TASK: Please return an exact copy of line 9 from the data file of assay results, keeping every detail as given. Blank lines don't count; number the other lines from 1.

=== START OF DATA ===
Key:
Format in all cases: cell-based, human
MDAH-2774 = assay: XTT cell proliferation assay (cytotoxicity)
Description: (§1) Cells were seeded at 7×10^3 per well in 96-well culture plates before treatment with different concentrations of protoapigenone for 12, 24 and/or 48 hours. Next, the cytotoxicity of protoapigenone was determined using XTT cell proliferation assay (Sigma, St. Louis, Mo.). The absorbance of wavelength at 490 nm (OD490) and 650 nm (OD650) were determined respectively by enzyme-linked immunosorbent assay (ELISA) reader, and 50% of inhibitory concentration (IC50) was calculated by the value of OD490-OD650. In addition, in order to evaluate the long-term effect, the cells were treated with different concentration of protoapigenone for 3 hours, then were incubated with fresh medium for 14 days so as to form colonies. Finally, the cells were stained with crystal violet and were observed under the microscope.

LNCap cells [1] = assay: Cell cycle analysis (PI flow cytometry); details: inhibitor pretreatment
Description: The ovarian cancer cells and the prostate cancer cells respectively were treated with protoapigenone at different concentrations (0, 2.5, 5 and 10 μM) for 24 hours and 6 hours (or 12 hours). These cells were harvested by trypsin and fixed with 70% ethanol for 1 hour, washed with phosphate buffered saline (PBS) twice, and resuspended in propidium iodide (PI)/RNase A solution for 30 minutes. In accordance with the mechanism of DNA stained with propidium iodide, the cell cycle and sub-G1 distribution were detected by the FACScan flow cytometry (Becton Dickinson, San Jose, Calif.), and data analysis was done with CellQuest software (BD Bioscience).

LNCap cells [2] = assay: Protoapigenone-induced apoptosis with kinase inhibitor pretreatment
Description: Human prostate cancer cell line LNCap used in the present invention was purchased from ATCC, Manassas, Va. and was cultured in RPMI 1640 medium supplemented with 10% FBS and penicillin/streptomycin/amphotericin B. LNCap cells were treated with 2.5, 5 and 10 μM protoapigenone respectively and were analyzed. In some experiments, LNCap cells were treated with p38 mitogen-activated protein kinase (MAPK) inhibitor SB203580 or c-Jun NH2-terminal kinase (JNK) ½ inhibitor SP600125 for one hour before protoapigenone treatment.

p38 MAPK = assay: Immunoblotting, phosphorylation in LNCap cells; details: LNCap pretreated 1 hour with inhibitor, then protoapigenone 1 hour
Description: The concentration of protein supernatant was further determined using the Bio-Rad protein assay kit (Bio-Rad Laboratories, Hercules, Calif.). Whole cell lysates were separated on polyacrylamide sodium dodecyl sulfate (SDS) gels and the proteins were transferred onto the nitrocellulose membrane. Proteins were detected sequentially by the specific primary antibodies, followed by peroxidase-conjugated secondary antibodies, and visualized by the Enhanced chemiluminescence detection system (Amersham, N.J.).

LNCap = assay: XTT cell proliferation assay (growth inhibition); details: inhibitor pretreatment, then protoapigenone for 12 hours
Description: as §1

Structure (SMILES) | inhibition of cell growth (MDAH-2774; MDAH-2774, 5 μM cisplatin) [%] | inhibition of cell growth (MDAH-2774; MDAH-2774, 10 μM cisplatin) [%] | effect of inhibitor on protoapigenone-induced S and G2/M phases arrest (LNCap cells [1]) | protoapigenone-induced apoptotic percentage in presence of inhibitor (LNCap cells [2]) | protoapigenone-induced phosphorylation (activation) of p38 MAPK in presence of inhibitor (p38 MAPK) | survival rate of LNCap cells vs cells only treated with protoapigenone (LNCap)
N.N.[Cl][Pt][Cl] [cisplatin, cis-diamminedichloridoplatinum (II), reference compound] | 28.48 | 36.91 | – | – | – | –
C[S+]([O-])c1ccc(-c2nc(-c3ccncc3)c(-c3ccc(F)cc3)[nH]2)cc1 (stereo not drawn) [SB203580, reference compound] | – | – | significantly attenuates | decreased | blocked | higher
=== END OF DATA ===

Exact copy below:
p38 MAPK = assay: Immunoblotting, phosphorylation in LNCap cells; details: LNCap pretreated 1 hour with inhibitor, then protoapigenone 1 hour